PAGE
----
Il Makiage, the direct-to-consumer prestige beauty brand known for its dramatic aesthetic, is unveiling today a brand new website that puts digital influencers center stage.
Il Makiage was founded in 1972 by New York-based makeup artist Ilana Harkavi, but is reimagining its digital approach after investment firm L Catterton purchased a minority stake in the brand for $29 million June in 2017. Brother-sister entrepreneur duo Oran Holtzman (who serves as CEO) and Shiran Holtzman-Erel, who had previously purchased the brand, re-launched it in 2018.
Il Makiage’s in-house tech team, which comprises 25 staffers, has been building the new site over the past two years with the aim of solving a key conundrum: consumers typically purchase beauty products offline, given that they prefer to test colors and textures IRL to ascertain suitability. (A study last year Piper Jaffray found, for instance, that 90% of female teens preferred shopping for beauty in-store as opposed to online). Thus, most online purchases for luxury beauty products today serve replenishment purposes.
Nevertheless, Il Makiage recognized that digital platforms like Instagram and YouTube were key to the beauty industry in terms of inspiration and education, and so sought to bridge the digital divide. Additionally, Il Makiage’s new site will feature a try-before-you-buy option, whereby consumers can now select four, full-sized products to be shipped for free for 14 days before committing to purchase. This builds on PowerMatch, a foundation-matching quiz launched earlier this year that leverages machine learning. To date, Il Makiage says that PowerMatch has helped 2 million consumers match their foundation shades with over 90% accuracy.
Rather than putting packaging and product imagery at the center of its new site, Il Makiage will rely heavily on beauty influencers, particularly smaller ‘micro influencers’, who tend to have smaller, more engaged followings than marquee names like James Charles or Jackie Aina. The site will function as follows: First, consumers will swipe — dating app-style — through a series of looks to choose a favorite. Once selected, shoppers can watch a tutorial from one of the hundreds of influencers and makeup artists affiliated with Il Makiage. Viewers can skip to the part of the tutorial that interests them most — eyes, lips, or brows, for instance — and shop for all of the products used on a single page.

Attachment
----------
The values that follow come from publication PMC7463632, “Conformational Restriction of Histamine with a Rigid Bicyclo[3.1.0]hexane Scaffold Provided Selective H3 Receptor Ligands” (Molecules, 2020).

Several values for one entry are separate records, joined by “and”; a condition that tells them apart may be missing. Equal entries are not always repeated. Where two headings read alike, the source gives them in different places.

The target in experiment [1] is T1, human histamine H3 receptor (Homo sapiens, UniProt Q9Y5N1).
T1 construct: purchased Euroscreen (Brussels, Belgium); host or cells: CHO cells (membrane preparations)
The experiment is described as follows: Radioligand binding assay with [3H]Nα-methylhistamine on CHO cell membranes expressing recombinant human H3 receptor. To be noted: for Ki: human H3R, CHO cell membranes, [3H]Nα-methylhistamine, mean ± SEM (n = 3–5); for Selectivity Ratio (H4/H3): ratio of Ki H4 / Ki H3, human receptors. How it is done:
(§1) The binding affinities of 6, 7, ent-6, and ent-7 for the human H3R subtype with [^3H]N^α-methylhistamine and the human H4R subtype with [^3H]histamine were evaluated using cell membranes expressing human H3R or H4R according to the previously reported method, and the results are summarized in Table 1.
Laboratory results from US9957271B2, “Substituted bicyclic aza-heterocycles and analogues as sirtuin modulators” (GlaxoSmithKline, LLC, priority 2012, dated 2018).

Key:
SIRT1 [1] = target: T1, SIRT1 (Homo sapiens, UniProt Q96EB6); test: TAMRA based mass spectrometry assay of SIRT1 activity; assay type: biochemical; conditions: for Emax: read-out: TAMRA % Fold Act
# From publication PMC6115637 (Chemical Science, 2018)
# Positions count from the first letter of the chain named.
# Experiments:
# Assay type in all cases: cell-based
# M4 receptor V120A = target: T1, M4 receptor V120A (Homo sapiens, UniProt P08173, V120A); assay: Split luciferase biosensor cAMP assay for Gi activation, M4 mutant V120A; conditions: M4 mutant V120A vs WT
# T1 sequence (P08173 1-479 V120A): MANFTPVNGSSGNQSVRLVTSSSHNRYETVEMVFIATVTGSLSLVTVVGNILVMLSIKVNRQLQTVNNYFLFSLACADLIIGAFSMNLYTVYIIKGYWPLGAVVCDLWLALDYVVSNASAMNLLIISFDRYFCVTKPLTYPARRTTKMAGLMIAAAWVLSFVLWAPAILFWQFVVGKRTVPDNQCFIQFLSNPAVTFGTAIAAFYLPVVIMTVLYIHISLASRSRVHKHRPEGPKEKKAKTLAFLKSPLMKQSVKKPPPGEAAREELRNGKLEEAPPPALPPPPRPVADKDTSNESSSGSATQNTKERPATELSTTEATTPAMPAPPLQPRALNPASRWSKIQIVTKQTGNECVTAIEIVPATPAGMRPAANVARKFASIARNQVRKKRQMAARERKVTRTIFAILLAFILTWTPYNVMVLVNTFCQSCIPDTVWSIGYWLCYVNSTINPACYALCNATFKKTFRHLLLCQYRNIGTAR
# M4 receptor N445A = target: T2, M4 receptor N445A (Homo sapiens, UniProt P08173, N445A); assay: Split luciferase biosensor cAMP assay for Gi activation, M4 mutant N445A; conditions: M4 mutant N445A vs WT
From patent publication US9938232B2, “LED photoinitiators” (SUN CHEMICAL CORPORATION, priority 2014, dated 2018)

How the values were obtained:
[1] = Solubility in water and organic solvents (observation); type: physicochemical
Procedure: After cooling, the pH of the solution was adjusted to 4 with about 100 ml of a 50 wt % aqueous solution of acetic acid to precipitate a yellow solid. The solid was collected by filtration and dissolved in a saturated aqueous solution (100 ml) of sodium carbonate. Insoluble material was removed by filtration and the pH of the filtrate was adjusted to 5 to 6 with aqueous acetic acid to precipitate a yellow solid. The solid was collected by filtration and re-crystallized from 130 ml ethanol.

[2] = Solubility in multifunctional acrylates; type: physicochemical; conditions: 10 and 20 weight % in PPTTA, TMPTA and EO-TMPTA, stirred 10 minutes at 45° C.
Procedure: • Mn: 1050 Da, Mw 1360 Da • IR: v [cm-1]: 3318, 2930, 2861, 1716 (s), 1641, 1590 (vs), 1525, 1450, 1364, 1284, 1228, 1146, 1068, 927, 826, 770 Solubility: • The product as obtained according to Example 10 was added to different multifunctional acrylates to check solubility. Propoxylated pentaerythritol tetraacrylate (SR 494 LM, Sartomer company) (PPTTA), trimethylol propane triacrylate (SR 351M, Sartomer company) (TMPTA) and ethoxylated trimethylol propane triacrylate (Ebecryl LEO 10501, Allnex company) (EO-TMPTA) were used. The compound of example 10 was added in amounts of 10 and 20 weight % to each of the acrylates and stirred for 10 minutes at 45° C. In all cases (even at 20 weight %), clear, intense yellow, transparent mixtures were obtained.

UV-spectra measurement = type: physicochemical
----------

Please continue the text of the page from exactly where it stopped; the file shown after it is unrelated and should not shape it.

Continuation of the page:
Partner influencers, who Il Makiage calls Maximalists, receive up to a 25% cut of any sales they drive, no matter the traffic source. Creator earnings can be tracked via an online portal called Kenzza (see below), which was developed by Il Makiage’s aforementioned tech team. On Kenzza, influencers can upload their looks, tag them with products used, and add run-time cues so viewers can skip around while watching the tutorials.
While it has no immediate plans to do, Il Makiage says it could conceivably license the Kenzza platform to other brands who collaborate with influencers — in the beauty space and beyond. In the travel category, for instance, Kenzza could easily serve as a hub to host hotel room tours by travel vloggers, and also transact bookings.
“Instead of creating videos in-house, we generated a new business model via deep, mutually-beneficial influencer partnerships to showcase their beautiful, creative content,” Il Makiage CEO Oran Holtzman said in a statement. “We believe the platform is the first-ever influencer-based ecommerce platform.”